- The Washington Times - Tuesday, March 10, 2020

A Georgia woman who was pardoned by President Trump last month announced she is running as a Republican against the state’s longest-serving congressman, Democratic Rep. John Lewis.

Angela Stanton-King, a pro-life advocate and the goddaughter of Alveda King, Martin Luther King Jr.’s niece, announced Friday that she is running against Mr. Lewis with criminal justice reform and abortion as her primary focus.

“Thanks for your prayer,” she tweeted. “It’s official. I’m running for U.S. Representative for the 5th District of Georgia. This isn’t about replacing John Lewis, this is about picking up the torch and continuing the fight for Justice.”

Ms. Stanton-King was pardoned by Mr. Trump on Feb. 18 after serving two years in jail and six months in home confinement for her 2004 conviction in a vehicle-theft ring. She appeared in the BET Network docuseries “From the Bottom Up” and released the 2012 book, “Life of a Real Housewife.” Last week, Ms. Stanton-King joined other black Trump supporters in praying over the president in the Oval Office, The Atlanta Journal-Constitution reported.

Ms. Stanton-King said she is entering politics as a voice for pro-life black women and to fight the Democratic Party’s pro-abortion agenda.

“These are no longer the days of marching over the Selma Bridge,” she told WXIA-TV, referring to Mr. Lewis’ role during the 1965 march on Alabama’s Edmund Pettus Bridge. “There is a different injustice we are fighting now, and it’s for the lives of our unborn children.”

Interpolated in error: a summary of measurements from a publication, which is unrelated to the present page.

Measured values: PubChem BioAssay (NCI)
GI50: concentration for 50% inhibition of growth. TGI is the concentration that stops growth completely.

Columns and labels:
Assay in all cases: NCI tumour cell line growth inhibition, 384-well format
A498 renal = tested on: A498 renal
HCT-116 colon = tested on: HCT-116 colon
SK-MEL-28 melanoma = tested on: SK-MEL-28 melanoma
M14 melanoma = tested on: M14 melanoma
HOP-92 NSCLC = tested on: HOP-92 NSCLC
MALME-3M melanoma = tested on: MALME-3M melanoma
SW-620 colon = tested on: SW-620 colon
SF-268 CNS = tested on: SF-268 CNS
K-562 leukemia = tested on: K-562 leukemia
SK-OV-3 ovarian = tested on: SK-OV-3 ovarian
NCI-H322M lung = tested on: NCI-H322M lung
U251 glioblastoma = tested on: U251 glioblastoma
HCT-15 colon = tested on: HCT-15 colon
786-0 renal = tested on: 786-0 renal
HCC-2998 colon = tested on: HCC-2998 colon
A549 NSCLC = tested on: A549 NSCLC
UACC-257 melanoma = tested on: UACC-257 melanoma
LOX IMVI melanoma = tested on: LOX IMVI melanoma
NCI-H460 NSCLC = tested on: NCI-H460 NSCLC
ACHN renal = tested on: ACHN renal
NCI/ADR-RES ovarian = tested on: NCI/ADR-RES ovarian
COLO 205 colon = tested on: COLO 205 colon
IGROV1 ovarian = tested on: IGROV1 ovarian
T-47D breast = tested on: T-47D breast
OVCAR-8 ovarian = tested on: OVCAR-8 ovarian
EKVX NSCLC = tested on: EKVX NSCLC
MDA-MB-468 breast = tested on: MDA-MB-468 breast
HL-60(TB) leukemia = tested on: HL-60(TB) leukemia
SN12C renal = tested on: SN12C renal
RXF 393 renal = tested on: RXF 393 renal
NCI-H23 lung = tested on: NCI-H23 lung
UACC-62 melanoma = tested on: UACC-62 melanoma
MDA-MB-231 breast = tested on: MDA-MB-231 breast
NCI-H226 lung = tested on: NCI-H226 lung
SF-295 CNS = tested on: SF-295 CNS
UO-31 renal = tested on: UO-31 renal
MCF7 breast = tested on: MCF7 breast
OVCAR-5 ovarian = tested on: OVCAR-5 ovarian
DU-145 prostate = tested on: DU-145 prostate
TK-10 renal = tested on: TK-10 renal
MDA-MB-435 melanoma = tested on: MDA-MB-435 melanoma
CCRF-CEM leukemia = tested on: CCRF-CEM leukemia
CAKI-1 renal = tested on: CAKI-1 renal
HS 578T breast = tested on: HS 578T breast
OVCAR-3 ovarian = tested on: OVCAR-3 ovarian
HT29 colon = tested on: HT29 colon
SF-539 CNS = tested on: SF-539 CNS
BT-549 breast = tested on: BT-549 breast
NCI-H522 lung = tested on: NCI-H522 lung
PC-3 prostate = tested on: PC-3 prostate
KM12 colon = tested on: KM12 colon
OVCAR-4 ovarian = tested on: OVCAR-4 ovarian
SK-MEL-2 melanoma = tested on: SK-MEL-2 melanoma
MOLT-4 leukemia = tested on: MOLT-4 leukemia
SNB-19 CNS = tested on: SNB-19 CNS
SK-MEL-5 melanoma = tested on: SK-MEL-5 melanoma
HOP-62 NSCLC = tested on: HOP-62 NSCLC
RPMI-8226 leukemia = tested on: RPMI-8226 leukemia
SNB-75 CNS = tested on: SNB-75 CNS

“How can a dream live if we kill it, right? How many Martin Luther King Jr.s, and Malcom Xs, or Barack Obamas have we aborted?” she asked. “Every time you hear that the majority of Democratic candidates go on stage, they say poor women of color need access to abortion. I was born to a poor woman of color. I was a poor woman of color when I gave birth to my children. Who’s to say that their lives are worth any less than others? So, I think we need to take a different approach to the issue instead of constantly receiving funding for our own genocide.”

Mr. Lewis, a civil rights hero who is seeking an 18th term despite a Stage 4 pancreatic cancer diagnosis, said his constituents trust his record.

“My constituents know me, they know my record, and they know that I have fought tirelessly for them for the last 33 years,” Mr. Lewis told The Journal-Constitution in an email Friday. “There is still much work left to do on guaranteeing civil rights to all people in this country, protecting and expanding access to health care, and ensuring that every American can freely cast a vote regardless of race or resources. With the support of my constituents, I look forward to getting into more good trouble in the years ahead.”

• Jessica Chasmar can be reached at jchasmar@washingtontimes.com.

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